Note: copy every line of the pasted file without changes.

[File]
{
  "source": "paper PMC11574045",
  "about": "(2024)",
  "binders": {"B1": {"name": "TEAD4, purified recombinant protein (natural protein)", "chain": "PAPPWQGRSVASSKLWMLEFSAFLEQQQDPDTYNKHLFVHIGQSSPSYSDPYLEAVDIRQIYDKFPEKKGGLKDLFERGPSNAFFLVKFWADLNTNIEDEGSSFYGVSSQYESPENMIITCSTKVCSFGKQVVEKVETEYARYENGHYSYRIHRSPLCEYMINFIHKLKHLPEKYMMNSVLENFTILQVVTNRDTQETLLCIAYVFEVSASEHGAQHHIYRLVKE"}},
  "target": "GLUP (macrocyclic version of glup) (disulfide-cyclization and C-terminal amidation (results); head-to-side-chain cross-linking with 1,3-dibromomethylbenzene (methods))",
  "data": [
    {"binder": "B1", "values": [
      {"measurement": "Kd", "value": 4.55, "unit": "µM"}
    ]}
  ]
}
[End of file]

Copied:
{
  "source": "paper PMC11574045",
  "about": "(2024)",
  "binders": {"B1": {"name": "TEAD4, purified recombinant protein (natural protein)", "chain": "PAPPWQGRSVASSKLWMLEFSAFLEQQQDPDTYNKHLFVHIGQSSPSYSDPYLEAVDIRQIYDKFPEKKGGLKDLFERGPSNAFFLVKFWADLNTNIEDEGSSFYGVSSQYESPENMIITCSTKVCSFGKQVVEKVETEYARYENGHYSYRIHRSPLCEYMINFIHKLKHLPEKYMMNSVLENFTILQVVTNRDTQETLLCIAYVFEVSASEHGAQHHIYRLVKE"}},
  "target": "GLUP (macrocyclic version of glup) (disulfide-cyclization and C-terminal amidation (results); head-to-side-chain cross-linking with 1,3-dibromomethylbenzene (methods))",
  "data": [
    {"binder": "B1", "values": [
      {"measurement": "Kd", "value": 4.55, "unit": "µM"}
    ]}
  ]
}